Editors Note: This article was originally posted on the ScriptFest Blog. It is reproduced here with permission.
By Signe Olynyk (@Screenwriter12)
Adrift in a raft with a hungry tiger. Surviving in a downed helicopter in the middle of a Somalia war zone. Stealing the moon.
Does your protagonist have an impossible goal? Have you pushed her as far into the corner as you can, and then poked her with a stick? Have you set up a situation that has high stakes, and goals that are out of this world? In Despicable Me, the goal was literally to ‘steal the moon.’ Great! Now try pushing just a little bit more.
In Wild, written by Nick Hornby and Cheryl Strayed, the protagonist has embarked on the awesome task of hiking the Pacific Crest Trail. And then she loses her boot.
In Life of Pi, based on the novel written by Yann Martel and screenplay by David Magee, Piscine Patel is uprooted from his home in India where his family ran a zoo. When he, his family, and many of the animals from their zoo cross the Pacific by ship and a massive storm destroys the boat, he finds himself alone and lost at sea, trapped on a raft with a hungry tiger. As if things weren’t tough enough!
Great drama, right? Why? Because these exceptional writers have created impossible obstacles for their protagonists to overcome. They have created fascinating characters and put them into fantastic situations, and we are compelled to see what happens. Let’s brainstorm. In other words, let’s make a list.
Think of the most impossible situation you can. Like being trapped on a raft with a tiger, for instance. Let’s explore some of what your character might do to survive.
What to do if trapped on a raft with a tiger?
- Stay awake!
- Stay in the water!
- Feed the tiger so it won’t eat you!
- Use your skills as a trainer to dominate the tiger into submission.
- Keep the tiger seasick by feeding it salt water.
- Find land so that you can go your separate ways.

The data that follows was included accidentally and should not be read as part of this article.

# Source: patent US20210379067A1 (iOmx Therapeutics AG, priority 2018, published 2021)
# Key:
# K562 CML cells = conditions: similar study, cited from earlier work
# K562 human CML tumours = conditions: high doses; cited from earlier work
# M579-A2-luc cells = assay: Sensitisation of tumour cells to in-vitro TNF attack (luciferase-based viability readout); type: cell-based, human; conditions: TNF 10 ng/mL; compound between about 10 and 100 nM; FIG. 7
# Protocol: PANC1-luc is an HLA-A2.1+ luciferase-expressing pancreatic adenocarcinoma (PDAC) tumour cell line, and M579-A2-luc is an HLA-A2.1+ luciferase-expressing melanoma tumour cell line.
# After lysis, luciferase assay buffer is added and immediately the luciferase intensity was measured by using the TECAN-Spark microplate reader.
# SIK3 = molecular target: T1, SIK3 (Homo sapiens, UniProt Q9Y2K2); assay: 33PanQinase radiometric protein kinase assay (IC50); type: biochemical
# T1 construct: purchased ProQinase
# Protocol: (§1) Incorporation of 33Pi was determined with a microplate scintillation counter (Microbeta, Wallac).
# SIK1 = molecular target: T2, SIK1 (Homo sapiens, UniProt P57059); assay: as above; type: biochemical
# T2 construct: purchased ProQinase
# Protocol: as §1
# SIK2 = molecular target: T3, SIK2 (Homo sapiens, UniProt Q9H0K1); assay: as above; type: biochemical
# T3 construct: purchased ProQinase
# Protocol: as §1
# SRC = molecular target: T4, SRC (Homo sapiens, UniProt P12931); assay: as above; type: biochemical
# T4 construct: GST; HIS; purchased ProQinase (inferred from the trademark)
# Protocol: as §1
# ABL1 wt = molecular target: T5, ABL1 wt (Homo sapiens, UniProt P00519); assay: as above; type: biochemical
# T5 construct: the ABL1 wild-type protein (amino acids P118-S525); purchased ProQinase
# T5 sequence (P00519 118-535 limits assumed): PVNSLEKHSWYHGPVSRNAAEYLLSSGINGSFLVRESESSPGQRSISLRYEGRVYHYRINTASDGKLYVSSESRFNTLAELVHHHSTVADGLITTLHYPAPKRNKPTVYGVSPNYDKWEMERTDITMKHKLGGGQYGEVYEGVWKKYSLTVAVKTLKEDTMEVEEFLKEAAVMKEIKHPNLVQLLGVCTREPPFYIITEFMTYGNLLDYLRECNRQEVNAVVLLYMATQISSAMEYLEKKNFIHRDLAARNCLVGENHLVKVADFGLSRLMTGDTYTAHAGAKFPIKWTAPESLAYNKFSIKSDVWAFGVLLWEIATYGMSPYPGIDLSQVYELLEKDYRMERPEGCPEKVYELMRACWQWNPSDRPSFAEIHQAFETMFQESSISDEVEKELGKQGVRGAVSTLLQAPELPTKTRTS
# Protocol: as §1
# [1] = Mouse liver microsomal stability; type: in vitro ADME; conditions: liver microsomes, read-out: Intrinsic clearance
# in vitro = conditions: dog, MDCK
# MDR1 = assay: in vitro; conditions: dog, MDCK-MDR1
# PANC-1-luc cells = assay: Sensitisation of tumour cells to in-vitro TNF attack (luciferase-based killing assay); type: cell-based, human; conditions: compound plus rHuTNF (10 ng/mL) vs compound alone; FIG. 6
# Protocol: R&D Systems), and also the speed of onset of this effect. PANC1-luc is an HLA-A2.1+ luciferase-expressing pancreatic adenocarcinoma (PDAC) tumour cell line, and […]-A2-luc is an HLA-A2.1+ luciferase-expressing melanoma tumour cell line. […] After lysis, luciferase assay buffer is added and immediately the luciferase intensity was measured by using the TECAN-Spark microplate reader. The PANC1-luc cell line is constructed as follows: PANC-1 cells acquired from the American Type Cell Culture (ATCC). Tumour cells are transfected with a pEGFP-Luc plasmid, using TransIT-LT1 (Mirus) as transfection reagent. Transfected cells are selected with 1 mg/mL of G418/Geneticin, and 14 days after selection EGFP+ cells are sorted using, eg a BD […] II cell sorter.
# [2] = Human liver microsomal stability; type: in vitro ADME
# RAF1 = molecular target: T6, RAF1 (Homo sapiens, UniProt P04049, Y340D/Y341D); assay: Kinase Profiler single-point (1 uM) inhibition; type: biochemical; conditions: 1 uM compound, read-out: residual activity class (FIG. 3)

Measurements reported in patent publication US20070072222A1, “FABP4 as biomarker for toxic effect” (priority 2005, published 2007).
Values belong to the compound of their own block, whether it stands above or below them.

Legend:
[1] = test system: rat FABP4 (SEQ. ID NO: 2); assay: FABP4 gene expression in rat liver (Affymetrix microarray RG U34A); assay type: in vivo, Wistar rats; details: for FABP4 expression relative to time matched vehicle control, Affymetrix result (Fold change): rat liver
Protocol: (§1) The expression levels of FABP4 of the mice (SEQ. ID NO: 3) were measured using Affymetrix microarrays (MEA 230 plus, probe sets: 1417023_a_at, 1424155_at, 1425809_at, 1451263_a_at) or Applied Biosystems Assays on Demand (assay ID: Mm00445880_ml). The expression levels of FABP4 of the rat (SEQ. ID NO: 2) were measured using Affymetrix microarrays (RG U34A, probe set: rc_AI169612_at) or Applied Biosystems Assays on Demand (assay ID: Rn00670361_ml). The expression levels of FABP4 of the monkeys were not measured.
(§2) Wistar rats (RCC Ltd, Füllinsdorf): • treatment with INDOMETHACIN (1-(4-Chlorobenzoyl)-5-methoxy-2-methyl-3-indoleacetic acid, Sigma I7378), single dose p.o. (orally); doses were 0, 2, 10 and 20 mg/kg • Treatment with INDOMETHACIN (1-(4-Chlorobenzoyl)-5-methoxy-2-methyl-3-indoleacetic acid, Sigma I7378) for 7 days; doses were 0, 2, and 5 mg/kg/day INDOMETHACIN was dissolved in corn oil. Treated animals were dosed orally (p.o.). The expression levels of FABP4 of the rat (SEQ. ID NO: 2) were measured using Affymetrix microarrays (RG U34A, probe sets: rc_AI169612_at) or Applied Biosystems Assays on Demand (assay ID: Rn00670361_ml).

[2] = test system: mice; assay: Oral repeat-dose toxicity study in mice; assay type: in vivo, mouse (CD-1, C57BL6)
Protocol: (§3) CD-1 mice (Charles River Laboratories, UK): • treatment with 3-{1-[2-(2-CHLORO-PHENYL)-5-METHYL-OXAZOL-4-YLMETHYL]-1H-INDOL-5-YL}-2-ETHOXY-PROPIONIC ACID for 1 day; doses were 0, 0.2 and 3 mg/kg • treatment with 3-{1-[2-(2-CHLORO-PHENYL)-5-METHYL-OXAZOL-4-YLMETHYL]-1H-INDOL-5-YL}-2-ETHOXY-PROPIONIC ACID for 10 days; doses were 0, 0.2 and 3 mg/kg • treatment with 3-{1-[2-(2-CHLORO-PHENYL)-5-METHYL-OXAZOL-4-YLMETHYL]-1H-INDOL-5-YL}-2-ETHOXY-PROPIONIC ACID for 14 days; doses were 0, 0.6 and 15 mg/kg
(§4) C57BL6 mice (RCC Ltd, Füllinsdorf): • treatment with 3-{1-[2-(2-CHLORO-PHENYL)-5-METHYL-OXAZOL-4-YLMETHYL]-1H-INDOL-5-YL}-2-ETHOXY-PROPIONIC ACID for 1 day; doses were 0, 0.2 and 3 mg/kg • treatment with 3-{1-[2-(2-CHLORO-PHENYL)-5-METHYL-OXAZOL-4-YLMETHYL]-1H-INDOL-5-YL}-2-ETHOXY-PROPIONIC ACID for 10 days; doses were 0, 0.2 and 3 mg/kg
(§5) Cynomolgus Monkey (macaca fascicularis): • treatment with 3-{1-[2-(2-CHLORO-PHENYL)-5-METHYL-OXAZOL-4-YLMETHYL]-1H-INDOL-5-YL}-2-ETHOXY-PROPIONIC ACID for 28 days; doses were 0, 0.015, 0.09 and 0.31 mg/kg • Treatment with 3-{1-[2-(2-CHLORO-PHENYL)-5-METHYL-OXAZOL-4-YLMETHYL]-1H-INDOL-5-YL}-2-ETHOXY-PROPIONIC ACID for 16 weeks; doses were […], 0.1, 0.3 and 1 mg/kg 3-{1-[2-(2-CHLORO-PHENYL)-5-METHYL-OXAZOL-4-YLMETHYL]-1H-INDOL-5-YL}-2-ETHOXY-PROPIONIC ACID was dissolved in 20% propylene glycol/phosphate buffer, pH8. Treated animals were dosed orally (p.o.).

Wonderful – and that’s only a partial list. Now let’s look at what happens if any of the above situations happen. What are the consequences?
- If I fall asleep, the tiger will eat me.
- If I fall asleep, I fall into the water where sharks will eat me.
- If I stay in the water, sharks will eat me.
- I don’t feed the tiger, it will eat me.
- If I don’t train the tiger, it will eat me.
- If I don’t keep the tiger sick, the tiger will eat me.
- If I don’t find land, we will both die. Birds will eat me.
I sense a theme. Getting eaten is a very serious problem! The point is, our hero is in very real jeopardy. And he must make bold choices to overcome his situation. The stakes need to increase in severity, and the risks become greater as the story progresses. And that, my friends, is why we love stories. We watch movies to see characters grow. And they do that by making choices and overcoming serious obstacles.
Let’s make another list – what are some impossible goals you can think of?
- To cheat death
- To bring back the dead
- To launch a nuclear war
- To eat 1,000 hot dogs
Now how could your character attempt to reach these goals? In Despicable Me, written by Cinco Paul and Ken Daurio based on the story by Sergio Pablos, Gru’s goal was to ‘steal the moon.’ How the heck is he going to do that?! By inventing a shrink ray, of course! Impossible goals sometimes require impossible solutions. It’s your job as a writer to come up with them and make them believable.
Today’s exercise is to come up with your own list of impossible goals, and then come up with as many ideas as possible for how your character can reach them. Try switching your characters. How would an ice cream vendor cheat death, compared to an attorney? How would a little boy cause a nuclear war, compared to a pet hamster? By brainstorming the impossible, you create characters and stories we haven’t seen before, and our lives are all enriched for it.
I hope you will be as brave as your characters, fellow writers. Make difficult choices. Put yourself in impossible situations. Reach for goals that seem unattainable. Overcome impossible odds. When you do, you grow. You show character with the decisions you make. And we all want to see stories from people so brave, funny, and smart.
I leave you with these lyrics from Joe Darion and composer, Mitch Leigh. I hope you’ll think of them as your characters pursue their own impossible goals. Happy writing, everyone! Sing it, Frankie!